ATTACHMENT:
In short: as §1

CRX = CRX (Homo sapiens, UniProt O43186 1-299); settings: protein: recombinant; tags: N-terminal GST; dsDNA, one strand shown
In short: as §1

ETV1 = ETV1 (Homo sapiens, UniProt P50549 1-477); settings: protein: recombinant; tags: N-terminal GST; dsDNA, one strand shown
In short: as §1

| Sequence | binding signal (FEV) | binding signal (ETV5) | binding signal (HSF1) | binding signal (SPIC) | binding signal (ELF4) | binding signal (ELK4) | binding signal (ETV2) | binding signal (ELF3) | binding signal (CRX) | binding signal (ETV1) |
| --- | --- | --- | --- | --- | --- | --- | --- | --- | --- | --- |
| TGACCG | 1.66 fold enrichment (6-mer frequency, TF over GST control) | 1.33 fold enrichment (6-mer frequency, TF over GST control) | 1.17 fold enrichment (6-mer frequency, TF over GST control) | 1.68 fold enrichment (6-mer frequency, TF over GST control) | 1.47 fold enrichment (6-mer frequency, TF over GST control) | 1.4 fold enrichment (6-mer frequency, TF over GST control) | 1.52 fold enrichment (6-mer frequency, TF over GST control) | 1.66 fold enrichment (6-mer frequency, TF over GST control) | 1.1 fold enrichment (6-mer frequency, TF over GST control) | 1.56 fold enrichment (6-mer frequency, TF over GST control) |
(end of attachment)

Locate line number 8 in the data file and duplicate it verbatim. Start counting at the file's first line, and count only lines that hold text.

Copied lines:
| TGACCG | 1.66 fold enrichment (6-mer frequency, TF over GST control) | 1.33 fold enrichment (6-mer frequency, TF over GST control) | 1.17 fold enrichment (6-mer frequency, TF over GST control) | 1.68 fold enrichment (6-mer frequency, TF over GST control) | 1.47 fold enrichment (6-mer frequency, TF over GST control) | 1.4 fold enrichment (6-mer frequency, TF over GST control) | 1.52 fold enrichment (6-mer frequency, TF over GST control) | 1.66 fold enrichment (6-mer frequency, TF over GST control) | 1.1 fold enrichment (6-mer frequency, TF over GST control) | 1.56 fold enrichment (6-mer frequency, TF over GST control) |